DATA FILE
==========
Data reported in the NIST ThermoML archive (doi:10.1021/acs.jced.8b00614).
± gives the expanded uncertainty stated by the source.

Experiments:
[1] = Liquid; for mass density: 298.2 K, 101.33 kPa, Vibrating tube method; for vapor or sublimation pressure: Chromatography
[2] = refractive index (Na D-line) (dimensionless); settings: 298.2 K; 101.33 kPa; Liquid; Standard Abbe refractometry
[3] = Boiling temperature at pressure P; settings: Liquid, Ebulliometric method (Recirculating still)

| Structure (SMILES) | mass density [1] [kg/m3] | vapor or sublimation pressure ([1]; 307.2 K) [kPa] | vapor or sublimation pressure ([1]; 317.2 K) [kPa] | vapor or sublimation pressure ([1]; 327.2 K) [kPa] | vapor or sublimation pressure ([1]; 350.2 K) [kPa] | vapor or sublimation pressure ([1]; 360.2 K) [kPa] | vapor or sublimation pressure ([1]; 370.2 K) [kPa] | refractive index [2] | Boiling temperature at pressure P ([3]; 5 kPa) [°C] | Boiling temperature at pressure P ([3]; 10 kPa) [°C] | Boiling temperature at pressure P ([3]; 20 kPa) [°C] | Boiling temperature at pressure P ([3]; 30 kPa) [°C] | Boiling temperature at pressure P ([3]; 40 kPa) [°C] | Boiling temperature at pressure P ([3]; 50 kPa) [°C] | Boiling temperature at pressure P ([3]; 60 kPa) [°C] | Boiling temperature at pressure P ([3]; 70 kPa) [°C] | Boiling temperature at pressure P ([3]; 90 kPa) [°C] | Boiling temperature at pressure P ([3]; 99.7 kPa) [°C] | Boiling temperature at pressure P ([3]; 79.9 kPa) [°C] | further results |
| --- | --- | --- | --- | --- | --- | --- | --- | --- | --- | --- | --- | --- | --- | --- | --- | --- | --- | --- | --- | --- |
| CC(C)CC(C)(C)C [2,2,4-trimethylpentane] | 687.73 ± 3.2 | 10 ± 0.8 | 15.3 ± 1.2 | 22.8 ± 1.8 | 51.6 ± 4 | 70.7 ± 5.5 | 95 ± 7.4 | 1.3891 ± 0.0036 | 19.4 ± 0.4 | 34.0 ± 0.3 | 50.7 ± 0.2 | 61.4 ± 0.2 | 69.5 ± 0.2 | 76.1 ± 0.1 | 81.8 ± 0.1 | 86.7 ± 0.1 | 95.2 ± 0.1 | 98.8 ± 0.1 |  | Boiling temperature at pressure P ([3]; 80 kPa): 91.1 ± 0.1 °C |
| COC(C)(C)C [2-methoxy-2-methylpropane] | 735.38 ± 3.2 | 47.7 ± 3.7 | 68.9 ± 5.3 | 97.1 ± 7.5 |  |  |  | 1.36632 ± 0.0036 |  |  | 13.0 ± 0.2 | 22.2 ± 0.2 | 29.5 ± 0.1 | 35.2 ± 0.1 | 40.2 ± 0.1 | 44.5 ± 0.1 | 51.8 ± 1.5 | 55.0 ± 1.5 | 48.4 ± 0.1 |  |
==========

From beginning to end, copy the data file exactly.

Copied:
Data reported in the NIST ThermoML archive (doi:10.1021/acs.jced.8b00614).
± gives the expanded uncertainty stated by the source.

Experiments:
[1] = Liquid; for mass density: 298.2 K, 101.33 kPa, Vibrating tube method; for vapor or sublimation pressure: Chromatography
[2] = refractive index (Na D-line) (dimensionless); settings: 298.2 K; 101.33 kPa; Liquid; Standard Abbe refractometry
[3] = Boiling temperature at pressure P; settings: Liquid, Ebulliometric method (Recirculating still)

| Structure (SMILES) | mass density [1] [kg/m3] | vapor or sublimation pressure ([1]; 307.2 K) [kPa] | vapor or sublimation pressure ([1]; 317.2 K) [kPa] | vapor or sublimation pressure ([1]; 327.2 K) [kPa] | vapor or sublimation pressure ([1]; 350.2 K) [kPa] | vapor or sublimation pressure ([1]; 360.2 K) [kPa] | vapor or sublimation pressure ([1]; 370.2 K) [kPa] | refractive index [2] | Boiling temperature at pressure P ([3]; 5 kPa) [°C] | Boiling temperature at pressure P ([3]; 10 kPa) [°C] | Boiling temperature at pressure P ([3]; 20 kPa) [°C] | Boiling temperature at pressure P ([3]; 30 kPa) [°C] | Boiling temperature at pressure P ([3]; 40 kPa) [°C] | Boiling temperature at pressure P ([3]; 50 kPa) [°C] | Boiling temperature at pressure P ([3]; 60 kPa) [°C] | Boiling temperature at pressure P ([3]; 70 kPa) [°C] | Boiling temperature at pressure P ([3]; 90 kPa) [°C] | Boiling temperature at pressure P ([3]; 99.7 kPa) [°C] | Boiling temperature at pressure P ([3]; 79.9 kPa) [°C] | further results |
| --- | --- | --- | --- | --- | --- | --- | --- | --- | --- | --- | --- | --- | --- | --- | --- | --- | --- | --- | --- | --- |
| CC(C)CC(C)(C)C [2,2,4-trimethylpentane] | 687.73 ± 3.2 | 10 ± 0.8 | 15.3 ± 1.2 | 22.8 ± 1.8 | 51.6 ± 4 | 70.7 ± 5.5 | 95 ± 7.4 | 1.3891 ± 0.0036 | 19.4 ± 0.4 | 34.0 ± 0.3 | 50.7 ± 0.2 | 61.4 ± 0.2 | 69.5 ± 0.2 | 76.1 ± 0.1 | 81.8 ± 0.1 | 86.7 ± 0.1 | 95.2 ± 0.1 | 98.8 ± 0.1 |  | Boiling temperature at pressure P ([3]; 80 kPa): 91.1 ± 0.1 °C |
| COC(C)(C)C [2-methoxy-2-methylpropane] | 735.38 ± 3.2 | 47.7 ± 3.7 | 68.9 ± 5.3 | 97.1 ± 7.5 |  |  |  | 1.36632 ± 0.0036 |  |  | 13.0 ± 0.2 | 22.2 ± 0.2 | 29.5 ± 0.1 | 35.2 ± 0.1 | 40.2 ± 0.1 | 44.5 ± 0.1 | 51.8 ± 1.5 | 55.0 ± 1.5 | 48.4 ± 0.1 |  |